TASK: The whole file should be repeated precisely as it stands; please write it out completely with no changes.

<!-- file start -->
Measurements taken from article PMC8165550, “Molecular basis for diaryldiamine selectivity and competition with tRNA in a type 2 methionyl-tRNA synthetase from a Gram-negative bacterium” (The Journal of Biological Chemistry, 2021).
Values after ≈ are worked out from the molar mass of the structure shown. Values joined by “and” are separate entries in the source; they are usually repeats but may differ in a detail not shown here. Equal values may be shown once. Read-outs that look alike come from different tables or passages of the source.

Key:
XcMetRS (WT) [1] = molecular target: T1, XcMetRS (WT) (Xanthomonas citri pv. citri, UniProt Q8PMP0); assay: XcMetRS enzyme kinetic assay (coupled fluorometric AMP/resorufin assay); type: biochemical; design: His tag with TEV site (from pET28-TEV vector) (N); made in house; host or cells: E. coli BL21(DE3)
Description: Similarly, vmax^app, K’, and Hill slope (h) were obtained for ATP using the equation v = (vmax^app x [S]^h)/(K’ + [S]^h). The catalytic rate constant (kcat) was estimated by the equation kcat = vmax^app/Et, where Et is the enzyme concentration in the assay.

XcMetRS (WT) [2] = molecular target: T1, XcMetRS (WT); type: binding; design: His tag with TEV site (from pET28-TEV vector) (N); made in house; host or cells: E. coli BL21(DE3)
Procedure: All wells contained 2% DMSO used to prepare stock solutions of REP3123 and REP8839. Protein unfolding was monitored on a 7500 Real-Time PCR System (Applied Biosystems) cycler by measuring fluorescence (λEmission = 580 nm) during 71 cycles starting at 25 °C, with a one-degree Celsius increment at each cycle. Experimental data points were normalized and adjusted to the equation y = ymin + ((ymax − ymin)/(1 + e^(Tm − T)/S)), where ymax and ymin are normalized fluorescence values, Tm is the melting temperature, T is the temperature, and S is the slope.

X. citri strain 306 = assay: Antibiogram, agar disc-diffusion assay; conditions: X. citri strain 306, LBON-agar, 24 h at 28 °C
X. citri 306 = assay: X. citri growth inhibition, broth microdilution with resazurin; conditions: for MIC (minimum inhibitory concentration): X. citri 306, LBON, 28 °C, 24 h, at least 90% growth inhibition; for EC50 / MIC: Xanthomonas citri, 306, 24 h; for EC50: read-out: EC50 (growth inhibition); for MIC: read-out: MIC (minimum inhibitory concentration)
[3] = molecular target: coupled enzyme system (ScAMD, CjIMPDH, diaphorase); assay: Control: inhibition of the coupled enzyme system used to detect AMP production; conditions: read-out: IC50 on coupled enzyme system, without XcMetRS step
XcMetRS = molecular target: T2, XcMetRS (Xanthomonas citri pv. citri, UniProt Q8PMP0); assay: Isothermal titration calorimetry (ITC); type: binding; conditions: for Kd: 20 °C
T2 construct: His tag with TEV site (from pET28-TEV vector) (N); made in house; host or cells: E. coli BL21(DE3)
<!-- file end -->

Measurements taken from article PMC8165550, “Molecular basis for diaryldiamine selectivity and competition with tRNA in a type 2 methionyl-tRNA synthetase from a Gram-negative bacterium” (The Journal of Biological Chemistry, 2021).
Values after ≈ are worked out from the molar mass of the structure shown. Values joined by “and” are separate entries in the source; they are usually repeats but may differ in a detail not shown here. Equal values may be shown once. Read-outs that look alike come from different tables or passages of the source.

Key:
XcMetRS (WT) [1] = molecular target: T1, XcMetRS (WT) (Xanthomonas citri pv. citri, UniProt Q8PMP0); assay: XcMetRS enzyme kinetic assay (coupled fluorometric AMP/resorufin assay); type: biochemical; design: His tag with TEV site (from pET28-TEV vector) (N); made in house; host or cells: E. coli BL21(DE3)
Description: Similarly, vmax^app, K’, and Hill slope (h) were obtained for ATP using the equation v = (vmax^app x [S]^h)/(K’ + [S]^h). The catalytic rate constant (kcat) was estimated by the equation kcat = vmax^app/Et, where Et is the enzyme concentration in the assay.

XcMetRS (WT) [2] = molecular target: T1, XcMetRS (WT); type: binding; design: His tag with TEV site (from pET28-TEV vector) (N); made in house; host or cells: E. coli BL21(DE3)
Procedure: All wells contained 2% DMSO used to prepare stock solutions of REP3123 and REP8839. Protein unfolding was monitored on a 7500 Real-Time PCR System (Applied Biosystems) cycler by measuring fluorescence (λEmission = 580 nm) during 71 cycles starting at 25 °C, with a one-degree Celsius increment at each cycle. Experimental data points were normalized and adjusted to the equation y = ymin + ((ymax − ymin)/(1 + e^(Tm − T)/S)), where ymax and ymin are normalized fluorescence values, Tm is the melting temperature, T is the temperature, and S is the slope.

X. citri strain 306 = assay: Antibiogram, agar disc-diffusion assay; conditions: X. citri strain 306, LBON-agar, 24 h at 28 °C
X. citri 306 = assay: X. citri growth inhibition, broth microdilution with resazurin; conditions: for MIC (minimum inhibitory concentration): X. citri 306, LBON, 28 °C, 24 h, at least 90% growth inhibition; for EC50 / MIC: Xanthomonas citri, 306, 24 h; for EC50: read-out: EC50 (growth inhibition); for MIC: read-out: MIC (minimum inhibitory concentration)
[3] = molecular target: coupled enzyme system (ScAMD, CjIMPDH, diaphorase); assay: Control: inhibition of the coupled enzyme system used to detect AMP production; conditions: read-out: IC50 on coupled enzyme system, without XcMetRS step
XcMetRS = molecular target: T2, XcMetRS (Xanthomonas citri pv. citri, UniProt Q8PMP0); assay: Isothermal titration calorimetry (ITC); type: binding; conditions: for Kd: 20 °C
T2 construct: His tag with TEV site (from pET28-TEV vector) (N); made in house; host or cells: E. coli BL21(DE3)